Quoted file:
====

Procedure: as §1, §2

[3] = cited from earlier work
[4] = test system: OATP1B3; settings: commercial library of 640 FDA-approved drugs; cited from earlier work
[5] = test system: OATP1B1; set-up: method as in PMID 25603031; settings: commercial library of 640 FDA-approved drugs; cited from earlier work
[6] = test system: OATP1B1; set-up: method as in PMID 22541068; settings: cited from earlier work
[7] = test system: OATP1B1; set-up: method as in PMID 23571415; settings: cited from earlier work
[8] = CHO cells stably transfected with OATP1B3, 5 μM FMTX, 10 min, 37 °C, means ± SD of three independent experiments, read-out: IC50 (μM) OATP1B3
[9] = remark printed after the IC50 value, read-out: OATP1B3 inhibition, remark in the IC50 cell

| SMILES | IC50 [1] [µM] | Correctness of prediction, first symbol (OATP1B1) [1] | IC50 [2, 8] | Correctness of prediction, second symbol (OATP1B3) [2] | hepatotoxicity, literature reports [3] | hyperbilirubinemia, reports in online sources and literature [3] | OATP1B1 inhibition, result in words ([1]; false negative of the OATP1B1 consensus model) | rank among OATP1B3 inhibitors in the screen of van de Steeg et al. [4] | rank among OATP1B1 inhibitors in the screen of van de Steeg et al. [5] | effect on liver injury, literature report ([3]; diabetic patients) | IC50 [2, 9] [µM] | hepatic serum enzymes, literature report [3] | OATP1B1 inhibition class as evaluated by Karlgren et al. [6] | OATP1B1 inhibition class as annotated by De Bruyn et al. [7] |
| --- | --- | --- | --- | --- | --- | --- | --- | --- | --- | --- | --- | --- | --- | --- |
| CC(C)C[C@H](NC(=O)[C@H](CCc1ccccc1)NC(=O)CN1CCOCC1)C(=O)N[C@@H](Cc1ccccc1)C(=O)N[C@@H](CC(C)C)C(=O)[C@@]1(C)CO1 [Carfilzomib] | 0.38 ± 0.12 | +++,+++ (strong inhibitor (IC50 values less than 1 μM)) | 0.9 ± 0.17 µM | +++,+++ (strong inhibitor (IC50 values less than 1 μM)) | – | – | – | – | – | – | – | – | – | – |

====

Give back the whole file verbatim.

Procedure: as §1, §2

[3] = cited from earlier work
[4] = test system: OATP1B3; settings: commercial library of 640 FDA-approved drugs; cited from earlier work
[5] = test system: OATP1B1; set-up: method as in PMID 25603031; settings: commercial library of 640 FDA-approved drugs; cited from earlier work
[6] = test system: OATP1B1; set-up: method as in PMID 22541068; settings: cited from earlier work
[7] = test system: OATP1B1; set-up: method as in PMID 23571415; settings: cited from earlier work
[8] = CHO cells stably transfected with OATP1B3, 5 μM FMTX, 10 min, 37 °C, means ± SD of three independent experiments, read-out: IC50 (μM) OATP1B3
[9] = remark printed after the IC50 value, read-out: OATP1B3 inhibition, remark in the IC50 cell

| SMILES | IC50 [1] [µM] | Correctness of prediction, first symbol (OATP1B1) [1] | IC50 [2, 8] | Correctness of prediction, second symbol (OATP1B3) [2] | hepatotoxicity, literature reports [3] | hyperbilirubinemia, reports in online sources and literature [3] | OATP1B1 inhibition, result in words ([1]; false negative of the OATP1B1 consensus model) | rank among OATP1B3 inhibitors in the screen of van de Steeg et al. [4] | rank among OATP1B1 inhibitors in the screen of van de Steeg et al. [5] | effect on liver injury, literature report ([3]; diabetic patients) | IC50 [2, 9] [µM] | hepatic serum enzymes, literature report [3] | OATP1B1 inhibition class as evaluated by Karlgren et al. [6] | OATP1B1 inhibition class as annotated by De Bruyn et al. [7] |
| --- | --- | --- | --- | --- | --- | --- | --- | --- | --- | --- | --- | --- | --- | --- |
| CC(C)C[C@H](NC(=O)[C@H](CCc1ccccc1)NC(=O)CN1CCOCC1)C(=O)N[C@@H](Cc1ccccc1)C(=O)N[C@@H](CC(C)C)C(=O)[C@@]1(C)CO1 [Carfilzomib] | 0.38 ± 0.12 | +++,+++ (strong inhibitor (IC50 values less than 1 μM)) | 0.9 ± 0.17 µM | +++,+++ (strong inhibitor (IC50 values less than 1 μM)) | – | – | – | – | – | – | – | – | – | – |